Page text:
The Thin Red Line

The Thin Red Line ★★★★★

What a pleasure to revisit this Malick masterpiece. Although I enjoyed it back at the time, I was always slightly timid about returning to what I recalled being a slow-moving affair.

Couldn't be happier that I did. THE THIN RED LINE features a few career-high-point performances. John Cusack has a scene with Nolte where he says very little, but he has never been better in my mind. Notle in his small number of scenes is gravelly, crustily, and sadly perfect in "make the most of his moment" character. Cavaziel, Chaplin, and Koteas are as good or better than I can recall ever seeing the.

Here is a war-movie with a different purpose. The film's story is not about the taking of ridge or questioning delivering a commentary on political objectives or the horrors of military conflict. THE THIN RED LINE questions what makes humanity tick. What is the meaning of life in the greater scheme of things? For one character it is love--the wife he left at home. For another it is God, Whom he prays to for guidance.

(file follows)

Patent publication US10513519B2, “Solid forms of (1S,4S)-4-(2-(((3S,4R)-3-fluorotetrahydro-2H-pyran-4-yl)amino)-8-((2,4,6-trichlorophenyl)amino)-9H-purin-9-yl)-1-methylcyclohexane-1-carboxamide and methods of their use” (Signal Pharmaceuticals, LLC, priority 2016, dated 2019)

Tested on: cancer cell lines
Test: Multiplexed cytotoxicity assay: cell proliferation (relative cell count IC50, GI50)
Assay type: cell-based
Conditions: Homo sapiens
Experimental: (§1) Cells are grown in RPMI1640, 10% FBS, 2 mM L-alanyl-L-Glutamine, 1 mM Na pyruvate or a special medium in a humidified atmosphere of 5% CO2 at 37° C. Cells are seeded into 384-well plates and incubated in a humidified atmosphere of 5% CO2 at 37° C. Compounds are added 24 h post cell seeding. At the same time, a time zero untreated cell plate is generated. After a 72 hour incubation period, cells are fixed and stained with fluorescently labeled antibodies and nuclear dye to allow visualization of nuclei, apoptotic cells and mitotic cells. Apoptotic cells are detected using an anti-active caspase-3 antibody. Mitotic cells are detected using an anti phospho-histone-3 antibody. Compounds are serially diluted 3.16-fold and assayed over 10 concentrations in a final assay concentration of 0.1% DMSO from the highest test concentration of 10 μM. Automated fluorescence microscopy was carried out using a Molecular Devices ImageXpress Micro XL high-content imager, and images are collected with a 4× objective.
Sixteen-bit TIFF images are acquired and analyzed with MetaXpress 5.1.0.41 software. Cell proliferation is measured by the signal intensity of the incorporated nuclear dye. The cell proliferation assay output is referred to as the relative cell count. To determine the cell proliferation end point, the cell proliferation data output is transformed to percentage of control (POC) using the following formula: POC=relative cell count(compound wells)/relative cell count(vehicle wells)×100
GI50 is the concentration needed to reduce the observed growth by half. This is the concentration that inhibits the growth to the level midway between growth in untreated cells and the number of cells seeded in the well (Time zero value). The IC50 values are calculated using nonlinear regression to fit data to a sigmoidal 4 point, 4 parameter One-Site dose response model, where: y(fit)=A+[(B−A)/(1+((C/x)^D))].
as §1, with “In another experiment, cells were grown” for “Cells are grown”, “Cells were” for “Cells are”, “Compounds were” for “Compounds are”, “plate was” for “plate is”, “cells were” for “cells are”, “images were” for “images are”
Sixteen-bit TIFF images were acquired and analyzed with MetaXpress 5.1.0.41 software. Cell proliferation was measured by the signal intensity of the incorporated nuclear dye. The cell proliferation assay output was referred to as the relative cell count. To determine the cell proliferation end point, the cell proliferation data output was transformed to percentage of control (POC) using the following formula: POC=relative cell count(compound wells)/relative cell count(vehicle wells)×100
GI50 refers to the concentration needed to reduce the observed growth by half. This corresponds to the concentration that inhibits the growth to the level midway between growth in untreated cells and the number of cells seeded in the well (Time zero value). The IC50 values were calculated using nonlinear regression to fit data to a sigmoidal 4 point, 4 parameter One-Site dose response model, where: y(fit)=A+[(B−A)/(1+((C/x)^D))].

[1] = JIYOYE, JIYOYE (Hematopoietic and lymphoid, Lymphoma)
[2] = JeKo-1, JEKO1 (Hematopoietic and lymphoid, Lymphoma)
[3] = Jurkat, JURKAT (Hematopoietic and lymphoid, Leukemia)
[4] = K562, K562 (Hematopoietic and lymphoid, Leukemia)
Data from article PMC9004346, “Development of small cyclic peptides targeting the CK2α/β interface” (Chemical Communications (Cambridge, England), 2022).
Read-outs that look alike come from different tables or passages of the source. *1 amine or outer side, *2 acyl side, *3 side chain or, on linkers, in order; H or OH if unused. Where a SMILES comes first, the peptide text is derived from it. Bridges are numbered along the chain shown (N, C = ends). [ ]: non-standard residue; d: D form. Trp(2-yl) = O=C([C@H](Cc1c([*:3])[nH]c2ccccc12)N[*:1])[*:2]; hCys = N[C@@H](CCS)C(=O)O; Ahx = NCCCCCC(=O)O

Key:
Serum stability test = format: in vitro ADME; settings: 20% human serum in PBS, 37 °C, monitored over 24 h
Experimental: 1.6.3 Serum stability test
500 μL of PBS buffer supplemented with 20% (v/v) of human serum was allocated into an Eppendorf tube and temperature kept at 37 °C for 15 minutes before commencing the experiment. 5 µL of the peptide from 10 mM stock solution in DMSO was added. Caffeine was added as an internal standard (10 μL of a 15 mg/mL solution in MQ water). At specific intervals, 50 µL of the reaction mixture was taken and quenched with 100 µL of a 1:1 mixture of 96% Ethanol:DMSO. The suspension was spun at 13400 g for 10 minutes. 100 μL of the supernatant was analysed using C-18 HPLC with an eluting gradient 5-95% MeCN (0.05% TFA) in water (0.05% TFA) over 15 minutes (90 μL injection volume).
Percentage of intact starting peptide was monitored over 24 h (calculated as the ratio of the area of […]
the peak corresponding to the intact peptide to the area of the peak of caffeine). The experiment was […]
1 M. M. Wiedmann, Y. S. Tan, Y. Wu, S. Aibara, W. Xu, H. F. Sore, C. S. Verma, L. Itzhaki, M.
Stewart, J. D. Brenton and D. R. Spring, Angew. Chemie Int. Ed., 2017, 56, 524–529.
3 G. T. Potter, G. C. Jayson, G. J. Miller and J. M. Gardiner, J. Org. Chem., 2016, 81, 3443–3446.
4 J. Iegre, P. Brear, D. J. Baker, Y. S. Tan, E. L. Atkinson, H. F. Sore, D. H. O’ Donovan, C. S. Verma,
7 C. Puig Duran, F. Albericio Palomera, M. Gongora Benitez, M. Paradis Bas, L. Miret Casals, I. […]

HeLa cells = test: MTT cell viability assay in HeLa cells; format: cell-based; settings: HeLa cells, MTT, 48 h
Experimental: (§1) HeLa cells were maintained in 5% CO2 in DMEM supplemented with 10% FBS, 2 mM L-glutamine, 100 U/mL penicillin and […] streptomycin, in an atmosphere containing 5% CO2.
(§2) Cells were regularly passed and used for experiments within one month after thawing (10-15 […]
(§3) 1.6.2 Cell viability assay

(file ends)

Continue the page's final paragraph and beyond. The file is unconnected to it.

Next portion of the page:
For another it is career and advancement and the military politics therein. And for another, Cavaziel's, it is simplicity and positivity. He, like Malick at the helm, seems to be able to look outside the bubble of the war-theatre to see where humanity should be residing--simplicity, family, togetherness, community. It seems corny, but through Cavaziel's eyes we don't see the horrors of war, we see the decay of society that results from it.

Each scene in THE THIN RED LINE is beautifully driven either by dialog (which is almost poetic in its symbolism and description) or the painterly artistry of the scenery and imagery that Malick's camera captures. THE THIN RED LINE is at once a thoughtful poem and beautiful painting which somehow presents a story more interested in art, philosophical questions, and thoughtful exploration than it is in delivering a beginning, middle, and end of a WWII battle or the horrors vs humanity themes that are staple in the genre.
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